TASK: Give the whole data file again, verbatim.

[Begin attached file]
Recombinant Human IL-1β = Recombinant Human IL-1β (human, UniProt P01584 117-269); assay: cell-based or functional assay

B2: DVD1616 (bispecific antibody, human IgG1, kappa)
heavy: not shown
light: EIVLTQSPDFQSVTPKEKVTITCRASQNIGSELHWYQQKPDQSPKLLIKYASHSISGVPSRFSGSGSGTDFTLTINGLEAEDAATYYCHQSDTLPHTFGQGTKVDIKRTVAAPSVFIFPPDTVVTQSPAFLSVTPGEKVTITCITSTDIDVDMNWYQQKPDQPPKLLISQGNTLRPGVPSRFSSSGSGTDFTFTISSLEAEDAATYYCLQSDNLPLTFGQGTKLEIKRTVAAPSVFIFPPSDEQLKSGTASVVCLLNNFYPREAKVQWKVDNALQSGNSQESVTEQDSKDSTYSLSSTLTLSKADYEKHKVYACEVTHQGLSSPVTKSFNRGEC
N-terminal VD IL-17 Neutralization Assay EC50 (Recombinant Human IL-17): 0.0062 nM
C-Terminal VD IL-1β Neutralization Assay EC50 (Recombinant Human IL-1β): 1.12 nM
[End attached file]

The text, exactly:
Recombinant Human IL-1β = Recombinant Human IL-1β (human, UniProt P01584 117-269); assay: cell-based or functional assay

B2: DVD1616 (bispecific antibody, human IgG1, kappa)
heavy: not shown
light: EIVLTQSPDFQSVTPKEKVTITCRASQNIGSELHWYQQKPDQSPKLLIKYASHSISGVPSRFSGSGSGTDFTLTINGLEAEDAATYYCHQSDTLPHTFGQGTKVDIKRTVAAPSVFIFPPDTVVTQSPAFLSVTPGEKVTITCITSTDIDVDMNWYQQKPDQPPKLLISQGNTLRPGVPSRFSSSGSGTDFTFTISSLEAEDAATYYCLQSDNLPLTFGQGTKLEIKRTVAAPSVFIFPPSDEQLKSGTASVVCLLNNFYPREAKVQWKVDNALQSGNSQESVTEQDSKDSTYSLSSTLTLSKADYEKHKVYACEVTHQGLSSPVTKSFNRGEC
N-terminal VD IL-17 Neutralization Assay EC50 (Recombinant Human IL-17): 0.0062 nM
C-Terminal VD IL-1β Neutralization Assay EC50 (Recombinant Human IL-1β): 1.12 nM